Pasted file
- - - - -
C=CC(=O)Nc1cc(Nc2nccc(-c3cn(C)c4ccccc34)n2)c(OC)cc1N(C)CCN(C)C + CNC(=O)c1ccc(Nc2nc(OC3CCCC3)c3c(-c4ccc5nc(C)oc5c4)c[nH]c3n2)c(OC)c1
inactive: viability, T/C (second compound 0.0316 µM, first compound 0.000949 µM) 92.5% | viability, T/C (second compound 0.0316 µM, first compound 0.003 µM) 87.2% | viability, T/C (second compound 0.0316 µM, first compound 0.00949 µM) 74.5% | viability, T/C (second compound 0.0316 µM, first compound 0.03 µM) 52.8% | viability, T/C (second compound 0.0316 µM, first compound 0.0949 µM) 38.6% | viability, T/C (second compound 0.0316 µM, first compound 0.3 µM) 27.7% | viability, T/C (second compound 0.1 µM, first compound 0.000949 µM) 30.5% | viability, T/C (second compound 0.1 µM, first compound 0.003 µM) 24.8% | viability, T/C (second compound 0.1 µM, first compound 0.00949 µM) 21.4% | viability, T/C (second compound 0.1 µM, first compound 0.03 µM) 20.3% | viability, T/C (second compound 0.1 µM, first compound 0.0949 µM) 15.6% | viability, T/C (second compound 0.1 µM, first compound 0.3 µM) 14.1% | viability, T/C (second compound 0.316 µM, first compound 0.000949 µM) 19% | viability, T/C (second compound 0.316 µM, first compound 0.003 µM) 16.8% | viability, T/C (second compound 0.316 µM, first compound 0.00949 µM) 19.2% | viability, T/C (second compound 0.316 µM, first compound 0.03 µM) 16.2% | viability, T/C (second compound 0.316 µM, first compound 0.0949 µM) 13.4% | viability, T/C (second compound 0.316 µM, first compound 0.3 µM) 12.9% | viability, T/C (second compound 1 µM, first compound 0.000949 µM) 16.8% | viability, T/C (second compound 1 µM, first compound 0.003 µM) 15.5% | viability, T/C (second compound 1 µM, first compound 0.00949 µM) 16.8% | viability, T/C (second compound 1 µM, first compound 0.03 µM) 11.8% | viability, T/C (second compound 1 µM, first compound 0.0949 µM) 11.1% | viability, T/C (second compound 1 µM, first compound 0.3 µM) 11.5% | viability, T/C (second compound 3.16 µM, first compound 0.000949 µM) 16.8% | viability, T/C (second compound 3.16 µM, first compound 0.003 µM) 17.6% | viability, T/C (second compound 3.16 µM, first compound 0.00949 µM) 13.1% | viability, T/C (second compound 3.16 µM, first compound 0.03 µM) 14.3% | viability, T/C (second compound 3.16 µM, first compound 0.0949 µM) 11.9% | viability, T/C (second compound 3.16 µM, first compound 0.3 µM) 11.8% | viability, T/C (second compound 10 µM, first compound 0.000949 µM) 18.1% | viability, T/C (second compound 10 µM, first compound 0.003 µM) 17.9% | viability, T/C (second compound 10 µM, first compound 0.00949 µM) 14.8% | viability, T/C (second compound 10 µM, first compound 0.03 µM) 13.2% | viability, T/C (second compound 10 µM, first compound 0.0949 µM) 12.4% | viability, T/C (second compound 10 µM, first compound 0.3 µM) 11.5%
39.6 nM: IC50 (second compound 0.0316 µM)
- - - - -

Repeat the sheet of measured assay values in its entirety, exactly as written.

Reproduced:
C=CC(=O)Nc1cc(Nc2nccc(-c3cn(C)c4ccccc34)n2)c(OC)cc1N(C)CCN(C)C + CNC(=O)c1ccc(Nc2nc(OC3CCCC3)c3c(-c4ccc5nc(C)oc5c4)c[nH]c3n2)c(OC)c1
inactive: viability, T/C (second compound 0.0316 µM, first compound 0.000949 µM) 92.5% | viability, T/C (second compound 0.0316 µM, first compound 0.003 µM) 87.2% | viability, T/C (second compound 0.0316 µM, first compound 0.00949 µM) 74.5% | viability, T/C (second compound 0.0316 µM, first compound 0.03 µM) 52.8% | viability, T/C (second compound 0.0316 µM, first compound 0.0949 µM) 38.6% | viability, T/C (second compound 0.0316 µM, first compound 0.3 µM) 27.7% | viability, T/C (second compound 0.1 µM, first compound 0.000949 µM) 30.5% | viability, T/C (second compound 0.1 µM, first compound 0.003 µM) 24.8% | viability, T/C (second compound 0.1 µM, first compound 0.00949 µM) 21.4% | viability, T/C (second compound 0.1 µM, first compound 0.03 µM) 20.3% | viability, T/C (second compound 0.1 µM, first compound 0.0949 µM) 15.6% | viability, T/C (second compound 0.1 µM, first compound 0.3 µM) 14.1% | viability, T/C (second compound 0.316 µM, first compound 0.000949 µM) 19% | viability, T/C (second compound 0.316 µM, first compound 0.003 µM) 16.8% | viability, T/C (second compound 0.316 µM, first compound 0.00949 µM) 19.2% | viability, T/C (second compound 0.316 µM, first compound 0.03 µM) 16.2% | viability, T/C (second compound 0.316 µM, first compound 0.0949 µM) 13.4% | viability, T/C (second compound 0.316 µM, first compound 0.3 µM) 12.9% | viability, T/C (second compound 1 µM, first compound 0.000949 µM) 16.8% | viability, T/C (second compound 1 µM, first compound 0.003 µM) 15.5% | viability, T/C (second compound 1 µM, first compound 0.00949 µM) 16.8% | viability, T/C (second compound 1 µM, first compound 0.03 µM) 11.8% | viability, T/C (second compound 1 µM, first compound 0.0949 µM) 11.1% | viability, T/C (second compound 1 µM, first compound 0.3 µM) 11.5% | viability, T/C (second compound 3.16 µM, first compound 0.000949 µM) 16.8% | viability, T/C (second compound 3.16 µM, first compound 0.003 µM) 17.6% | viability, T/C (second compound 3.16 µM, first compound 0.00949 µM) 13.1% | viability, T/C (second compound 3.16 µM, first compound 0.03 µM) 14.3% | viability, T/C (second compound 3.16 µM, first compound 0.0949 µM) 11.9% | viability, T/C (second compound 3.16 µM, first compound 0.3 µM) 11.8% | viability, T/C (second compound 10 µM, first compound 0.000949 µM) 18.1% | viability, T/C (second compound 10 µM, first compound 0.003 µM) 17.9% | viability, T/C (second compound 10 µM, first compound 0.00949 µM) 14.8% | viability, T/C (second compound 10 µM, first compound 0.03 µM) 13.2% | viability, T/C (second compound 10 µM, first compound 0.0949 µM) 12.4% | viability, T/C (second compound 10 µM, first compound 0.3 µM) 11.5%
39.6 nM: IC50 (second compound 0.0316 µM)